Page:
In the sick race in the backburner of my mind She slicks into the tarry spaces, essays and suicidal ideation dueling across each other like eels in a bucket. I tell her it’s all right anyway, that I offer nothing genetically except for eyelashes.




At the BAM Rose Cinemas I hold a pink ticket reading OBSESSION 4 VERTIGO, a small perfection. Les LeVeque took Hitchcock’s Vertigo and sped it up, kaleidoscoped it, doubling and quadrupuling the object of desire, Kim Novak’s profile wound into wallpaper rosettes, Bernard Hermann’s score twisted to an alien unmix, a twice told story, the power and the freedom of digital manipulation, pulled into the vortex dead center in the frame. To watch a woman die and to find another just like her who can die again. Scottie was not a writer. I make the turns after She, the maze at the center of the dream, flowing into her, the blushed gladiolas, four pictures of Madeleine falling up and falling down.


Out in the weather, there are magnolia blooms snowing like butterfly wings, a New York afternoon gorgeous with strangers. A man passes holding hands with the love of his life, her fuchsia shoes and perfume saved for years for this walk, riding the adrenaline of their flight from the continent. I glance down at relationships sliding away in strings of text messages. I’ve screenshot the most devastating, as there might be nothing more to memorialize.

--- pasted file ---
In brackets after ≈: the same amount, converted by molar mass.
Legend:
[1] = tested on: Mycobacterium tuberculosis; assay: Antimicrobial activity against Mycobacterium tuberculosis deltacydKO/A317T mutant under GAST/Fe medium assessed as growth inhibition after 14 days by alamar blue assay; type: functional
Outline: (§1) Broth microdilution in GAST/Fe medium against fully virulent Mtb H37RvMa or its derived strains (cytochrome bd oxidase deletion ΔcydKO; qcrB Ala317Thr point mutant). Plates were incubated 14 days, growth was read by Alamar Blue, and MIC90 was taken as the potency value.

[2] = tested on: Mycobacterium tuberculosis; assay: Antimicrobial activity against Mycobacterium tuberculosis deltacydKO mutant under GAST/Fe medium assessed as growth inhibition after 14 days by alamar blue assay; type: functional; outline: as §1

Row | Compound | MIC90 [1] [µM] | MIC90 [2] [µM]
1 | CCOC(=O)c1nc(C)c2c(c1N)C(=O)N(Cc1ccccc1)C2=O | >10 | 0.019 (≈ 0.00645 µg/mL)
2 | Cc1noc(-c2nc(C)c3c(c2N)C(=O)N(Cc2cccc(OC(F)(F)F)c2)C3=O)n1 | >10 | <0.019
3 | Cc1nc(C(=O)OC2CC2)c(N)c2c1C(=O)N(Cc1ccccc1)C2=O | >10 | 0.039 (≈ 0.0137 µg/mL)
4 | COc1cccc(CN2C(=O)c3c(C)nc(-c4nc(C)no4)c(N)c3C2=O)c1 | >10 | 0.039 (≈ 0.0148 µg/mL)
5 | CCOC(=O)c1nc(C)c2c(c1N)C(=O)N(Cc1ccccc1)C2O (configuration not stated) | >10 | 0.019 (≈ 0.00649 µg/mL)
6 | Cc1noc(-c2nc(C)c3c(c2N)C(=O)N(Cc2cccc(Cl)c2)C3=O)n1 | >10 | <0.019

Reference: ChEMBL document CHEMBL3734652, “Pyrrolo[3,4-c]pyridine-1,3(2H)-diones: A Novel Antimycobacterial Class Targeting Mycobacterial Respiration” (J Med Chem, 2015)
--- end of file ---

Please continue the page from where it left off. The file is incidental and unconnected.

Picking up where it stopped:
My New York trips end at the Brooklyn Botanic Gardens where I (re)search for my favorite roses. I look for the sign—Albertine / Climber / Introduced 1921—as shown in the decade-old disposable camera snapshot in my hand, the kind of photo you carry when you’ve lost something.


Proust’s Albertine is the most wonderful She, preexisting and outlasting other iterations of She, all of them in bands on the beach along the eternal ocean, the She I wish to peel away, the She who gives order to my evenings, paper flowers and melancholy hearts unfurling in a bowl of water.


It’s the hour of going home and I am too deep in memory, seeing each crease in her right hand waving when I turned to go, as I will go on turning, at the end of all the nights and all the hope. She turns down my invitations, She takes up classes, She draws some horses, She draws away. My hands were too full, then, empty.